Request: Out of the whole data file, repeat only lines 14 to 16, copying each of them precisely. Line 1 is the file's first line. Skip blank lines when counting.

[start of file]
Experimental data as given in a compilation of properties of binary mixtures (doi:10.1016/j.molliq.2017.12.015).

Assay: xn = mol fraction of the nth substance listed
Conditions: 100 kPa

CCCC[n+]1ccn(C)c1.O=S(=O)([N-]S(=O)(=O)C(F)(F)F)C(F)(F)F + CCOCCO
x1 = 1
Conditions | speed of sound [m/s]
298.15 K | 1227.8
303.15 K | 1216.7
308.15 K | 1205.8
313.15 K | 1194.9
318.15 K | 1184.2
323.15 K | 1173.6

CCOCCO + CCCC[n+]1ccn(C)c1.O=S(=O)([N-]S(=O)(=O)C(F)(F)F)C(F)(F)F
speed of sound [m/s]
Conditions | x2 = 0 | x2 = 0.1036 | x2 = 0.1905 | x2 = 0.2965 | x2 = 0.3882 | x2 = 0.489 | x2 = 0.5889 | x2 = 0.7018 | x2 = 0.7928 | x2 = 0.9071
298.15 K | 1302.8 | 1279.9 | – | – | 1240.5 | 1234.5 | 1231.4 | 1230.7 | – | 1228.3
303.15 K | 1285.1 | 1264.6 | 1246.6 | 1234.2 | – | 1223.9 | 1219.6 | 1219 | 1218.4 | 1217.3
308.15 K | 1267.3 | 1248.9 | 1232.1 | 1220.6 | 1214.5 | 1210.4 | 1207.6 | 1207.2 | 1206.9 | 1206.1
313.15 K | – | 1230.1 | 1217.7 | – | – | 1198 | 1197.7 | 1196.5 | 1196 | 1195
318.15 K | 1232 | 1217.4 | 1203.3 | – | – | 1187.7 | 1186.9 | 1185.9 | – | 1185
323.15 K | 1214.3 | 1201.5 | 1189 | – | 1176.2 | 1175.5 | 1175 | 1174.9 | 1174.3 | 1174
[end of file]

speed of sound [m/s]
Conditions | x2 = 0 | x2 = 0.1036 | x2 = 0.1905 | x2 = 0.2965 | x2 = 0.3882 | x2 = 0.489 | x2 = 0.5889 | x2 = 0.7018 | x2 = 0.7928 | x2 = 0.9071
298.15 K | 1302.8 | 1279.9 | – | – | 1240.5 | 1234.5 | 1231.4 | 1230.7 | – | 1228.3